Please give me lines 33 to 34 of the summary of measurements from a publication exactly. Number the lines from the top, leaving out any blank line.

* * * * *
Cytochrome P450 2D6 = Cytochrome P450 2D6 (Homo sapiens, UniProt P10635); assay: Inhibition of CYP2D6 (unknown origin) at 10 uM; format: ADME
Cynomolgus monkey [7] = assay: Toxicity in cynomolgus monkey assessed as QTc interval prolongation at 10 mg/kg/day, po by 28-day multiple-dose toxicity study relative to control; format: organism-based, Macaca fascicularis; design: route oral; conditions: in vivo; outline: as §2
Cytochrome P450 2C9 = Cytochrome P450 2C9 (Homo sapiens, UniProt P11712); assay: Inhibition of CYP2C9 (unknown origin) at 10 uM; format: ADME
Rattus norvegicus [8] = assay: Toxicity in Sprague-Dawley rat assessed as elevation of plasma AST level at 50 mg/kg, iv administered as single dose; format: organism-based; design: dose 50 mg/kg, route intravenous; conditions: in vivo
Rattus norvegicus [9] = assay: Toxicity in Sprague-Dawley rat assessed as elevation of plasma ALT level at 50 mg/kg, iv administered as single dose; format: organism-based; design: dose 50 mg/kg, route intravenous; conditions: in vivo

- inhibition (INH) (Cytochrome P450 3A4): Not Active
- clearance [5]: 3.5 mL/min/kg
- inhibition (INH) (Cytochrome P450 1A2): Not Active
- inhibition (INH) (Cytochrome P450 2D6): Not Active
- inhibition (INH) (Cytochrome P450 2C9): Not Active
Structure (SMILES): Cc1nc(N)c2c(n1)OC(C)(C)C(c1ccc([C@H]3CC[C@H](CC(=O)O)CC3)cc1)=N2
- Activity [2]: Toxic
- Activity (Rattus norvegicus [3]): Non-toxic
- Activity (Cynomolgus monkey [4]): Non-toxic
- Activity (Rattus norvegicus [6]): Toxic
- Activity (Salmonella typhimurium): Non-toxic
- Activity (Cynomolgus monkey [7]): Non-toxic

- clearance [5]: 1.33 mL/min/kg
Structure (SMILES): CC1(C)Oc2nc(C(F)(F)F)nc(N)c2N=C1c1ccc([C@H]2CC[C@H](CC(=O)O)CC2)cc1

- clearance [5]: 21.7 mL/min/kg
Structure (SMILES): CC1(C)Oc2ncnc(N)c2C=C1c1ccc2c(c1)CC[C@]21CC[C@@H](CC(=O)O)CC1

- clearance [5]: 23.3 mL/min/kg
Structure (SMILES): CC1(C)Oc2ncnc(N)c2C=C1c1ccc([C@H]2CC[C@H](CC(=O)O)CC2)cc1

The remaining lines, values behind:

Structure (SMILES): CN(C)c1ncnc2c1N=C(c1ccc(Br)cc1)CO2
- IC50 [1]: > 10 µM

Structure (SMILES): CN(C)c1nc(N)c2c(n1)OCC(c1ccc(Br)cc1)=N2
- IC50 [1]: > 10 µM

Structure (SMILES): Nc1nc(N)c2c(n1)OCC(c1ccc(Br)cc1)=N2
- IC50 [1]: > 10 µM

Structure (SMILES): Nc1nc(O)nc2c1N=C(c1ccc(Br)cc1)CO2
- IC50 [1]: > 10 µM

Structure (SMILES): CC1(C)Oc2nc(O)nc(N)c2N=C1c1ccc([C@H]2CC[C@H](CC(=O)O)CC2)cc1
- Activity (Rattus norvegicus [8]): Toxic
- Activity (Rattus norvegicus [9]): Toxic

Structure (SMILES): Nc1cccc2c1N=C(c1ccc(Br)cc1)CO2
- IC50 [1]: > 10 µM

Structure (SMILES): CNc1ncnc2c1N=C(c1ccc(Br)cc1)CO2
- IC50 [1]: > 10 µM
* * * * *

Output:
Structure (SMILES): CC1(C)Oc2nc(O)nc(N)c2N=C1c1ccc([C@H]2CC[C@H](CC(=O)O)CC2)cc1
- Activity (Rattus norvegicus [8]): Toxic